Photo : Ross McIntee

The agora (marketplace) at Smyrna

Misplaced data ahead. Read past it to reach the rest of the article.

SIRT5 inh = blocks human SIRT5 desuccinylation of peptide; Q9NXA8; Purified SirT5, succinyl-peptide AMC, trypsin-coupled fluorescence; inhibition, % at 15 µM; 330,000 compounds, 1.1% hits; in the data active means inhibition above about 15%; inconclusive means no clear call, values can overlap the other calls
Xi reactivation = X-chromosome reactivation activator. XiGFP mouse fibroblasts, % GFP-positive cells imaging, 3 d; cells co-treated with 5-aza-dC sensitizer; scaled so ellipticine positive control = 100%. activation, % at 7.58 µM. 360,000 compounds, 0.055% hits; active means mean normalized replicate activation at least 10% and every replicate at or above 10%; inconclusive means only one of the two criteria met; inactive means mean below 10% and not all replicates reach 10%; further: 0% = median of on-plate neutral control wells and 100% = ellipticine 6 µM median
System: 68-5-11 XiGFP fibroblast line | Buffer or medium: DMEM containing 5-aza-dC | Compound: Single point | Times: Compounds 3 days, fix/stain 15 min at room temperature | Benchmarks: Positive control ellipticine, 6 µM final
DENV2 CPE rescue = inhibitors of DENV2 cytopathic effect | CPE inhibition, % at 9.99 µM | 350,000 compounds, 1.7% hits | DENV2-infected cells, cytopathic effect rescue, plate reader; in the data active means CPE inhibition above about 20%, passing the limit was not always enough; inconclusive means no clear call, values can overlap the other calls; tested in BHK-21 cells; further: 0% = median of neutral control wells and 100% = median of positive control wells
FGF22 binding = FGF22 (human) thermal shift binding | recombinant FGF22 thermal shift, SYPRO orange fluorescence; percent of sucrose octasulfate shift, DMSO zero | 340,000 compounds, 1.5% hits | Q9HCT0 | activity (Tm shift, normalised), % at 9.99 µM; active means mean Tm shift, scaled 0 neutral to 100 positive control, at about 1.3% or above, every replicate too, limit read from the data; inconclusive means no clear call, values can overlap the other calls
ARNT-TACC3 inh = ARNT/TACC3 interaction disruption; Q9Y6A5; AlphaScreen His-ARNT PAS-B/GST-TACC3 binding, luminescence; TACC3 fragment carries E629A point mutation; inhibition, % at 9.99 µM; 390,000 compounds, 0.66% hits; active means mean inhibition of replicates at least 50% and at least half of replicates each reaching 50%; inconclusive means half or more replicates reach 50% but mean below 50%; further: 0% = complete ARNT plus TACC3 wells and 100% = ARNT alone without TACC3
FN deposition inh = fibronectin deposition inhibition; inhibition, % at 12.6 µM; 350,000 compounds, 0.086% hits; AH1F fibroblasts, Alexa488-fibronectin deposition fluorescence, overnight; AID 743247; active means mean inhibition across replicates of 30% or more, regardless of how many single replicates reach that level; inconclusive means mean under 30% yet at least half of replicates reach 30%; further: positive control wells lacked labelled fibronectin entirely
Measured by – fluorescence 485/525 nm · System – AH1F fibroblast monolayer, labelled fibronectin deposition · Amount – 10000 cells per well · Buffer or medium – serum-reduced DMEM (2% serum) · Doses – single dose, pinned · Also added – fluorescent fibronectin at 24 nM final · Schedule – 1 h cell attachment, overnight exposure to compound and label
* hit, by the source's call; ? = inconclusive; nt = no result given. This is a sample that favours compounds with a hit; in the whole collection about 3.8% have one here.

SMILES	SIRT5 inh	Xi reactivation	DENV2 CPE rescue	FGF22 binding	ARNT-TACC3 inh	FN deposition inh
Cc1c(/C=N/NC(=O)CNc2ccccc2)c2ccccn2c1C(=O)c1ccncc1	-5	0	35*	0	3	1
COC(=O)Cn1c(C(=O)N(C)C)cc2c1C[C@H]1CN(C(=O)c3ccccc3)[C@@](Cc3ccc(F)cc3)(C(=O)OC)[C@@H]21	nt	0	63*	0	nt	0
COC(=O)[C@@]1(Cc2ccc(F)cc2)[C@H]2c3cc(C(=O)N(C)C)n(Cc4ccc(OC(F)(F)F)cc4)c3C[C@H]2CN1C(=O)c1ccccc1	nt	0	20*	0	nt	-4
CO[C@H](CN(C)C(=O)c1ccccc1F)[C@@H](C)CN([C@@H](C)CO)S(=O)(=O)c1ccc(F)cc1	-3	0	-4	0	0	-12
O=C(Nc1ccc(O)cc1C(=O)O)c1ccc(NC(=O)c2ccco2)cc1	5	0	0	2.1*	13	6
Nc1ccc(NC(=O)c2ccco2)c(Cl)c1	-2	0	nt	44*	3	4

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tion, God the Father declared Him to be the Son of God with power (Rom. 1:4). He is the glorious conqueror over the grave who will reign until all enemies are placed under His authority (Ps. 110:1). And ultimately this Victor will abolish death itself (1 Cor. 15:26). His own resurrection was a foretaste of that final victory. The Persecution of Smyrna How appropriate that Christ should introduce Himself in this manner to the believers at Smyrna in light of their present suffering and in preparation for their future persecution. Christ spoke knowingly of what they had already endured, and thus brought reassurance to their hearts. Their Lord was intimately acquainted with their sufferings. Their difficulties had not escaped the eye of the omniscient Master. Bearing up under the weight of much persecution and opposition, these believers had prospered. By any earthly measure they may have been viewed as paupers. But by Christ’s estimation they were spiritually rich. But what could bring significance to these trials? The knowledge that the one whose name is first and last was in complete control of all the events of their lives and, ultimately, He would have the last word. If the tribulation they had already endured wasn’t enough, Christ speaks of future times of testing—even to the point of imprisonment and death. Christ reassured them to fear not, which hearkens back to Hebrews 13:5, NASB: “I will never desert you, nor will I ever forsake you.” The Smyrna believers could likewise respond, “The Lord is my helper, I will not be afraid. What shall man do to me?” (Heb. 13:6, NKJV). Christ’s words, “Be thou faithful unto death” (v. 10) would seem to imply that some of these believers would even lose their lives in serving Christ. But what fear could death hold? The very One who rose triumphantly from the grave—the One for whom it was impossible that He be held in death’s power—this is the One who said, “Fear none of these things”! And like the results of His words to the troubled disciples battered by the waves on the Sea of Galilee in Mark 6, these words of death’s Conqueror would bring a supernatural peace. Physical death was not the end but the beginning of the crowning life for the faithful servant. Ultimately, the saints in Smyrna had the peerless example of the life of their Lord. His public ministry was marked by opposition. His life was characterized by constant sacrifice, putting the needs of others before His own. On numerous occasions men sought to end